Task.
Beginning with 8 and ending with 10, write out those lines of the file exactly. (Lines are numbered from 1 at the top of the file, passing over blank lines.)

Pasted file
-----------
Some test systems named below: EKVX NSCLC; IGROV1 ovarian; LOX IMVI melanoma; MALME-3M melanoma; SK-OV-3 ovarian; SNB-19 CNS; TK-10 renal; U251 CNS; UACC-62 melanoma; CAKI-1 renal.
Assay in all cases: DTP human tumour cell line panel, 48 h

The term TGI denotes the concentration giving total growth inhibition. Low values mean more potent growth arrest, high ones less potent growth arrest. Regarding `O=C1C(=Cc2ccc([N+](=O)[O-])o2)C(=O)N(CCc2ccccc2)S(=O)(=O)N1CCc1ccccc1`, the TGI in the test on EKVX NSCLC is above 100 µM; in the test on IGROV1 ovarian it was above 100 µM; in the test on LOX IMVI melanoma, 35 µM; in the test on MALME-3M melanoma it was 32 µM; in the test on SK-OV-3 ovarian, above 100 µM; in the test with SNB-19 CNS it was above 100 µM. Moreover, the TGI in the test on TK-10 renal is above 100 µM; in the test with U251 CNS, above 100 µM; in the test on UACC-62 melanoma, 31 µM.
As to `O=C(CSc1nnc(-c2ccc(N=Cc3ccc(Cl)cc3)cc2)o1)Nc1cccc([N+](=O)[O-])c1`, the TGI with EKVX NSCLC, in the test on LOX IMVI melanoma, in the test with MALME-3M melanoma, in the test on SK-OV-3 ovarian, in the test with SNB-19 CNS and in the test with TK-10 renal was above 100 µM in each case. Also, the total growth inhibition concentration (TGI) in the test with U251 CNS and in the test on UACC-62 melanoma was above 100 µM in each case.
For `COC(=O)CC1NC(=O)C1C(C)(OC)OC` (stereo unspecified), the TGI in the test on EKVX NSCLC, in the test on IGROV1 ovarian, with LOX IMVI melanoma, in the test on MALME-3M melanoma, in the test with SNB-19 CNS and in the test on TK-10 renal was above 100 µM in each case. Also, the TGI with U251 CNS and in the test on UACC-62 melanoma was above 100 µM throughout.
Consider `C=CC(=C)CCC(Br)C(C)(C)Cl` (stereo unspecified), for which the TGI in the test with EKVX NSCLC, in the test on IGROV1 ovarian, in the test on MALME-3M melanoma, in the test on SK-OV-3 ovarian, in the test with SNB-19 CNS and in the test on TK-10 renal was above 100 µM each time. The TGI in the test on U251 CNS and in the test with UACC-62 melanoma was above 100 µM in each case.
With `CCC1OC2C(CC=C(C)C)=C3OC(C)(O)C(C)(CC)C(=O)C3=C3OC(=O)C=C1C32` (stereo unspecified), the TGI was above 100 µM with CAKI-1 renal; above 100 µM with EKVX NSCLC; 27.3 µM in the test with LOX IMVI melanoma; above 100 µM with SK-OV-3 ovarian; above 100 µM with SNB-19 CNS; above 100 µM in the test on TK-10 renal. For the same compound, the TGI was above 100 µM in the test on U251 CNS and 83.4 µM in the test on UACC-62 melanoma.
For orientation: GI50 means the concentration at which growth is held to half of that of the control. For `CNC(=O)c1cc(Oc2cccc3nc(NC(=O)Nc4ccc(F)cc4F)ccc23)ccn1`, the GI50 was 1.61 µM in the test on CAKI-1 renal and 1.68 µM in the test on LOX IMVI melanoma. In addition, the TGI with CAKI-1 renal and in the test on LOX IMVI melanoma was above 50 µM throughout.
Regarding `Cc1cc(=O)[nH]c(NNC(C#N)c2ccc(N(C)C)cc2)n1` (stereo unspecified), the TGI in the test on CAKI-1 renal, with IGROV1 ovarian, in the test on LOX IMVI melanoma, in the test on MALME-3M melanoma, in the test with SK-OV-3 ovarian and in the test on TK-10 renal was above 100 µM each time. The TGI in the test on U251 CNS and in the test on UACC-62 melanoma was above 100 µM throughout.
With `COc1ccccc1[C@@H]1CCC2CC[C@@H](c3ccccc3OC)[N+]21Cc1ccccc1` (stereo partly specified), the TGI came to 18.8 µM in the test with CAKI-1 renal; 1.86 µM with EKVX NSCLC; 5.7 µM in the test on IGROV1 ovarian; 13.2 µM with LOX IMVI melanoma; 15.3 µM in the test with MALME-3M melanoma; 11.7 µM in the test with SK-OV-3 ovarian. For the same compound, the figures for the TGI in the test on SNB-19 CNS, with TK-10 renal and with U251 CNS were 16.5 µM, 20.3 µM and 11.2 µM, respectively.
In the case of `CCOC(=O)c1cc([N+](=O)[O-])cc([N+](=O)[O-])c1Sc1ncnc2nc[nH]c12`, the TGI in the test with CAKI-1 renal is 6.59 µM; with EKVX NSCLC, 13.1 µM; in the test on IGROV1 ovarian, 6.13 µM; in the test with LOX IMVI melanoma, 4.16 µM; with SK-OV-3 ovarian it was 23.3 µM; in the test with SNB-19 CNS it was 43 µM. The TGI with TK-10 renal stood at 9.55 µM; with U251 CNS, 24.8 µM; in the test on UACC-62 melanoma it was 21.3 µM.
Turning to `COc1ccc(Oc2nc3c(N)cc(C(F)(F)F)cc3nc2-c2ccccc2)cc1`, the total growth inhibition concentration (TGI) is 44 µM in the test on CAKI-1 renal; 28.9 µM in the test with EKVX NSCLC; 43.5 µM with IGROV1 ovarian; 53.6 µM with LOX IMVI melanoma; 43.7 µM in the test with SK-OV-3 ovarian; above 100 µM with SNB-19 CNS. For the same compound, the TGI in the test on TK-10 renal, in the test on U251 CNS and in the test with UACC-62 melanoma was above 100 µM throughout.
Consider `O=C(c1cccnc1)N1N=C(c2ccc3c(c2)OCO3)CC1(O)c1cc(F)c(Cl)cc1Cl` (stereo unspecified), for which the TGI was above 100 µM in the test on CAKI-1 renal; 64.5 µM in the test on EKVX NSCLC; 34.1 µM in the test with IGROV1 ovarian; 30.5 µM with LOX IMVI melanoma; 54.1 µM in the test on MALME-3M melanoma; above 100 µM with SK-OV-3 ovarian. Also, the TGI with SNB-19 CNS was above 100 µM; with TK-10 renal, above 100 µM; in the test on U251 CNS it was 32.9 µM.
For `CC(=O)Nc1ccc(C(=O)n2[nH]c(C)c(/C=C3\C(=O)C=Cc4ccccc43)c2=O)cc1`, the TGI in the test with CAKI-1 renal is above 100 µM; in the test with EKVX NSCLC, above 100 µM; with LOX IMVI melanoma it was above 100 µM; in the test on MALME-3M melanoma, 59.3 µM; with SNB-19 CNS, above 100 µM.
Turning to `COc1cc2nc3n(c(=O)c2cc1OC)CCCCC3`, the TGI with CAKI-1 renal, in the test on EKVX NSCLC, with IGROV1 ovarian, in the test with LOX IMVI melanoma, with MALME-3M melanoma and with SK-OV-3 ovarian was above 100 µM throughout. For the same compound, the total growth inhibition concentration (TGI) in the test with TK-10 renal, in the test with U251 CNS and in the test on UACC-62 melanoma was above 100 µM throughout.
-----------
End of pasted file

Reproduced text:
For orientation: GI50 means the concentration at which growth is held to half of that of the control. For `CNC(=O)c1cc(Oc2cccc3nc(NC(=O)Nc4ccc(F)cc4F)ccc23)ccn1`, the GI50 was 1.61 µM in the test on CAKI-1 renal and 1.68 µM in the test on LOX IMVI melanoma. In addition, the TGI with CAKI-1 renal and in the test on LOX IMVI melanoma was above 50 µM throughout.
Regarding `Cc1cc(=O)[nH]c(NNC(C#N)c2ccc(N(C)C)cc2)n1` (stereo unspecified), the TGI in the test on CAKI-1 renal, with IGROV1 ovarian, in the test on LOX IMVI melanoma, in the test on MALME-3M melanoma, in the test with SK-OV-3 ovarian and in the test on TK-10 renal was above 100 µM each time. The TGI in the test on U251 CNS and in the test on UACC-62 melanoma was above 100 µM throughout.
With `COc1ccccc1[C@@H]1CCC2CC[C@@H](c3ccccc3OC)[N+]21Cc1ccccc1` (stereo partly specified), the TGI came to 18.8 µM in the test with CAKI-1 renal; 1.86 µM with EKVX NSCLC; 5.7 µM in the test on IGROV1 ovarian; 13.2 µM with LOX IMVI melanoma; 15.3 µM in the test with MALME-3M melanoma; 11.7 µM in the test with SK-OV-3 ovarian. For the same compound, the figures for the TGI in the test on SNB-19 CNS, with TK-10 renal and with U251 CNS were 16.5 µM, 20.3 µM and 11.2 µM, respectively.